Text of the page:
And what about the girlfriend? Juan is desperately lonely at school and is sure he will never fit in there. He thinks none of the kids like him or ever could. Especially not the girls. So when he comes home he creates a new reality, life as he wishes it could be.

What if Mark were to reply: "wow it would sure be nice to have a girlfriend at school. What do you like in a girl, any way? What kind of girl would be the perfect girl friend for you?" and start a discussion of girlfriends in general. At some point Mark could ask, "If you wanted to make friends with a girl, what would be the first thing to do?" and start teaching social skills.

Note that Mark just side steps the true/not true question and again, reaches for the emotional reality. He doesn’t believe or challenge Juan’s story. He just turns it into a discussion of an important subject to Juan- girls. He avoids shaming Juan further (“Juan, I talked to your teacher an in fact you do not have a girlfriend”) which would just lead to Juan’s needing to lie even more.

What would it take for us to respond like this much of the time? When we are away from the situation in a training it all sounds like a good idea, yet in the pressure of real life we find ourselves reverting back to arguing about the lie. Time to think and plan, time to consider what needs the child is meeting, and to choose a more thoughtful and healing response are essential.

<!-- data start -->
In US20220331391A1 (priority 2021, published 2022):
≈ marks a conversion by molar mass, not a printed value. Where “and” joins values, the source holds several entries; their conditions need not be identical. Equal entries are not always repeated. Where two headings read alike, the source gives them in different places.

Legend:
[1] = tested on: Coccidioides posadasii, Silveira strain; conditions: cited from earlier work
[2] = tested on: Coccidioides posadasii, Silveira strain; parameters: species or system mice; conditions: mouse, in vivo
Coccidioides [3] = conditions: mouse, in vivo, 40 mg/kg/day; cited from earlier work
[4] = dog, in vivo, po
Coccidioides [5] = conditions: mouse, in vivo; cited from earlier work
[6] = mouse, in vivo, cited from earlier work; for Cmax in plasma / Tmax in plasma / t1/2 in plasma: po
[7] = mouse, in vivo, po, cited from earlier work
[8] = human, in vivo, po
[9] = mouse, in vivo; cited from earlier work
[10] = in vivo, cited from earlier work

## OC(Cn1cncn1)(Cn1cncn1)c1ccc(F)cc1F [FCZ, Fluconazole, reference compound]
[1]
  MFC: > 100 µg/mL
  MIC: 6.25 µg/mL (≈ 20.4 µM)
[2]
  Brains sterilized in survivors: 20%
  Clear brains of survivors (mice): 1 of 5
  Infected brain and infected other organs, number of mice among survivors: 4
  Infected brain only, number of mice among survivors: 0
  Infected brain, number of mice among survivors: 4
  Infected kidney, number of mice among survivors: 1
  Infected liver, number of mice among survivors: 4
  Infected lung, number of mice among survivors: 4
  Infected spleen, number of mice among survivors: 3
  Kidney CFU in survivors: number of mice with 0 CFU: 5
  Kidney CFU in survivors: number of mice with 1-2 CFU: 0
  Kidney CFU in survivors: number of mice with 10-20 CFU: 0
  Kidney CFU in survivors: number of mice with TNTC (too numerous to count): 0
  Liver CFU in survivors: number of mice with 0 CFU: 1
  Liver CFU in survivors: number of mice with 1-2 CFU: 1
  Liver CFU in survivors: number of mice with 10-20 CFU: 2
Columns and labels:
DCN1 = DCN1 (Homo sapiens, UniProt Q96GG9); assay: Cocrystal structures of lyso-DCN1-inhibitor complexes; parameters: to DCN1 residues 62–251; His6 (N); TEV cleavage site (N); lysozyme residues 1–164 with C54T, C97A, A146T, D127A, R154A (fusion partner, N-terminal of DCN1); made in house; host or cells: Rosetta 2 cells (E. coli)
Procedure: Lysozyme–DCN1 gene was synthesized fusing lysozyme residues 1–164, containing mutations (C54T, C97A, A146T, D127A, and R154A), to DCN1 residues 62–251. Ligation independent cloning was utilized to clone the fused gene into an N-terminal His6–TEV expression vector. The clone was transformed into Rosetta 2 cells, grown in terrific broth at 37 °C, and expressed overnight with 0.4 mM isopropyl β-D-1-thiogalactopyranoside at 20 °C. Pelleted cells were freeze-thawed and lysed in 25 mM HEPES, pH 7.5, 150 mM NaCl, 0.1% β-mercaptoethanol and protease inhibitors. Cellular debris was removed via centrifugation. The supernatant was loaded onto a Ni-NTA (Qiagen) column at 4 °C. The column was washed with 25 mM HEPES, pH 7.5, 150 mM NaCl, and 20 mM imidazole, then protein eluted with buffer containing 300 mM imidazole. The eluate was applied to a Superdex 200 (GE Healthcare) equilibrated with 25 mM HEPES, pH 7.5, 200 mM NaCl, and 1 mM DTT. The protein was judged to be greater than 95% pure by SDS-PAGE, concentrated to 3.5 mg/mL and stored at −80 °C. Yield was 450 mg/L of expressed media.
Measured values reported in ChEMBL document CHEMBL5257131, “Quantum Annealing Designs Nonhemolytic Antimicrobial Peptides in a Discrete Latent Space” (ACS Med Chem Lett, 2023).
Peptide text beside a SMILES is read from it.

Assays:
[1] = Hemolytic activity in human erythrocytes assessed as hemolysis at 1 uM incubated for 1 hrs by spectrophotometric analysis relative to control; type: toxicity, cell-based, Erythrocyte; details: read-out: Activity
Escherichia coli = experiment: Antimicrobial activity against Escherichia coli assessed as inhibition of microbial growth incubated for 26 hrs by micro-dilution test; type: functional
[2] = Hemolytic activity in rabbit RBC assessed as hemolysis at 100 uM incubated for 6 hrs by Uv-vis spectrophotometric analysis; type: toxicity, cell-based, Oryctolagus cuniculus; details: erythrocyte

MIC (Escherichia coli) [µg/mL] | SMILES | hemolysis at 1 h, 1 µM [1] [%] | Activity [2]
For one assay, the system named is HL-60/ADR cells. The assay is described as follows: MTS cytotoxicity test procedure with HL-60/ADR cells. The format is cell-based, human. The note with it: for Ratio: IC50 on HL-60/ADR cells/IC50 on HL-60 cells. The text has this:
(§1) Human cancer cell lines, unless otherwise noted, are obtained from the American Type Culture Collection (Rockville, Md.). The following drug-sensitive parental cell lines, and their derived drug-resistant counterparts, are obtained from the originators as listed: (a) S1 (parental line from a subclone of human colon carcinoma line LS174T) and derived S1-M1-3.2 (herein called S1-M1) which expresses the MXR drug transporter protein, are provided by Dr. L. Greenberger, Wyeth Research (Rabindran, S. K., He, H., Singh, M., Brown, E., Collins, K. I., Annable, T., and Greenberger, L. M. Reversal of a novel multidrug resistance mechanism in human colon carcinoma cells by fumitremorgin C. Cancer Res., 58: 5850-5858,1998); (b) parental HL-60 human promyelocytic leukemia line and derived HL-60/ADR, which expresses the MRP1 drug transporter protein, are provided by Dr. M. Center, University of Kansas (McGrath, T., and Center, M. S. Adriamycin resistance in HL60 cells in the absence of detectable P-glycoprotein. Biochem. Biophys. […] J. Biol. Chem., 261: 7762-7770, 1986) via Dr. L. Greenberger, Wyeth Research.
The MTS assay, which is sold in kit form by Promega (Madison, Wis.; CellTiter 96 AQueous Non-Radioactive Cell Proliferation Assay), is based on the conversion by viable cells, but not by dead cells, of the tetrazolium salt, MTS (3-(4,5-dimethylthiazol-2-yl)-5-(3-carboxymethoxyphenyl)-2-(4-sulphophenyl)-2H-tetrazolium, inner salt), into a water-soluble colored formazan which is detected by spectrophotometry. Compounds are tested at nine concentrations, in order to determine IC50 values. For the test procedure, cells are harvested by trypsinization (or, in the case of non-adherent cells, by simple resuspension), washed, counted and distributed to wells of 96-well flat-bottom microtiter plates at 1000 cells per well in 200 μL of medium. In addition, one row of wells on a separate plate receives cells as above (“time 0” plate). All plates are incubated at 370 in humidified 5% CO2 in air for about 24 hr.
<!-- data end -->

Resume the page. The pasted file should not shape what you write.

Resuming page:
What do you think about the likelihood of this sort of response in your setting? Click on comment and let me know.

Saturday, March 13, 2010

Connection in California

I received the following email on Friday afternoon. What a wonderful way to end a long and successful week!

I wrote to you in May of 2009 and shared that I am a therapist in a Level 12 co-ed group home in San Luis Obispo California. We had recently changed our residential treatment program from a CBT based program to a Relationship Based model and we were having some growing pains. Since then we have made some tremendous growth, yet there are just a few things that keep us coming back to the table. Each time it does my thought is "what would Pat do," and more often than not due to the AMAZING blog you share we are able to work through the issue. ...